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Theory of Elasticity and Plasticity

by Garikapati RambabuGarikapati Rambabu
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Garikapati Rambabu
Garikapati Rambabu
Module2/Lesson2 Module 2: Analysis of Stress 2.2.1 PRINCIPAL STRESS IN THREE DIMENSIONS For the three-dimensional case, for principal stresses it is required that three planes of zero shear stress exist, that these planes are mutually perpendicular, and that on these planes the normal stresses have maximum or minimum values. As discussed earlier, these normal stresses are referred to as principal stresses, usually denoted by s1, s2 and s3. The largest stress is represented by s1 and the smallest by s3. Again considering an oblique plane Equation (2.25). x ¢ , the normal stress acting on this plane is given by the s x¢ = sx l2 + sy m2 + sz n2 + 2 (txy lm + tyz mn + txz ln) (2.27) The problem here is to determine the extreme or stationary values of s x¢ . To accomplish this, we examine the variation of s x¢ relative to the direction cosines. As l, m and n are not independent, but connected by l2 + m2 + n2 = 1, only l and m may be regarded as independent variables. Thus, ¶s x ' = 0, ¶l ¶s x ' =0 ¶m (2.27a) Differentiating Equation (2.27), in terms of the quantities in Equations (2.22a), (2.22b), (2.22c), we obtain ¶n = 0, ¶l ¶n Ty + Tz = 0, ¶m T x+ T z (2.27b) From n2 = 1 - l2 - m2, we have ¶n l =¶l n and ¶n m =¶m n Introducing the above into Equation (2.27b), the following relationship between the components of T and n is determined 1 Applied Elasticity for Engineers T.G.Sitharam & L.GovindaRaju
Module2/Lesson2 T x T y Tz = = l m n (2.27c) These proportionalities indicate that the stress resultant must be parallel to the unit normal and therefore contains no shear component. Therefore from Equations (2.22a), (2.22b), (2.22c) we can write as below denoting the principal stress by s P Tx = s P l Ty = s P m T z = sP n (2.27d) These expressions together with Equations (2.22a), (2.22b), (2.22c) lead to (sx - sP)l + txy m + txz n = 0 txy l+(sy - sP) m + tyz n = 0 (2.28) txz l + tyz m + (sz - sP) n = 0 A non-trivial solution for the direction cosines requires that the characteristic determinant should vanish. (s x - s P ) t xy t xz t xy t xz (s y - s P ) t yz t yz (s z - s P ) =0 (2.29) Expanding (2.29) leads to s P3 - I 1s P2 + I 2s P - I 3 = 0 (2.30) where I1 = sx + sy + sz (2.30a) I2 = sx sy + sy sz + szsx - t 2xy - t 2yz -t 2xz (2.30b) s x t xy t xz I3 = t xy s y t yz t xz t yz s z (2.30c) The three roots of Equation (2.30) are the principal stresses, corresponding to which are three sets of direction cosines that establish the relationship of the principal planes to the origin of the non-principal axes. 2.2.2 STRESS INVARIANTS Invariants mean those quantities that are unexchangeable and do not vary under different conditions. In the context of stress tensor, invariants are such quantities that do not change with rotation of axes or which remain unaffected under transformation, from one set of axes 2 Applied Elasticity for Engineers T.G.Sitharam & L.GovindaRaju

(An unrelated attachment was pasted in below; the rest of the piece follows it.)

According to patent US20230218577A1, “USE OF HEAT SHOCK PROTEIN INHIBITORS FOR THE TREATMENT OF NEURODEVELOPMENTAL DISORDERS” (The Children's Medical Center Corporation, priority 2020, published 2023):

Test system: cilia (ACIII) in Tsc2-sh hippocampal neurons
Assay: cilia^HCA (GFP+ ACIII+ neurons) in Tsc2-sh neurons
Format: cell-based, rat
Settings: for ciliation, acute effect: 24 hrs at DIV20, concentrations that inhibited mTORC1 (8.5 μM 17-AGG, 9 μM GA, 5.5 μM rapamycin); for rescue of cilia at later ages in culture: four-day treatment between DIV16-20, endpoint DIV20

Module2/Lesson2 to another. Therefore, the combination of stresses at a point that do not change with the orientation of co-ordinate axes is called stress-invariants. Hence, from Equation (2.30) sx + sy + sz = I1 = First invariant of stress sxsy + sysz + szsx - t 2xy - t 2yz - t 2zx = I2 = Second invariant of stress sxsysz - sxt 2yz - syt 2xz - szt 2xy + 2txy tyz txz = I3 = Third invariant of stress 2.2.3 EQUILIBRIUM OF A DIFFERENTIAL ELEMENT Figure 2.11(a) Stress components acting on a plane element When a body is in equilibrium, any isolated part of the body is acted upon by an equilibrium set of forces. The small element with unit thickness shown in Figure 2.11(a) represents part 3 Applied Elasticity for Engineers T.G.Sitharam & L.GovindaRaju
Module2/Lesson2 of a body and therefore must be in equilibrium if the entire body is to be in equilibrium. It is to be noted that the components of stress generally vary from point to point in a stressed body. These variations are governed by the conditions of equilibrium of statics. Fulfillment of these conditions establishes certain relationships, known as the differential equations of equilibrium. These involve the derivatives of the stress components. Assume that sx, sy, txy, tyx are functions of X, Y but do not vary throughout the thickness (are independent of Z) and that the other stress components are zero. Also assume that the X and Y components of the body forces per unit volume, Fx and Fy, are independent of Z, and that the Z component of the body force Fz = 0. As the element is very small, the stress components may be considered to be distributed uniformly over each face. Now, taking moments of force about the lower left corner and equating to zero, ¶s y ö Dx æ ¶t ö Dy 1 æ + (t xy Dy ) - çç s y + Dy ÷÷Dx + ççt yx + yx Dy ÷÷DxDy 2 2 è ¶y 2 è ¶y ø ø ¶t æ ö ¶s x ö Dy Dx 1 æ - ççt xy + xy Dx ÷÷DxDy + ç s x + Dx ÷ Dy + s y Dx - t yx Dx + ¶x ¶x 2 2 2 è ø è ø (Fx DyDx ) Dy - ( Fy DxDy ) Dx = 0 2 2 - (s x Dy ) Neglecting the higher terms involving Dx, and Dy and simplifying, the above expression is reduced to txy Dx Dy = tyx Dx Dy or txy = tyx In a like manner, it may be shown that tyz = tzy and txz = tzx Now, from the equilibrium of forces in x-direction, we obtain ¶t yx ö æ ¶s x ö æ -sx Dy + ç s x + Dx ÷Dy + ççt yx + Dy ÷÷Dx - t yx Dx + Fx DxDy = 0 ¶x ¶y è ø è ø Simplifying, we get or ¶s x ¶t yx + + Fx = 0 ¶x ¶y ¶s x ¶t xy + + Fx = 0 ¶x ¶y 4 Applied Elasticity for Engineers T.G.Sitharam & L.GovindaRaju

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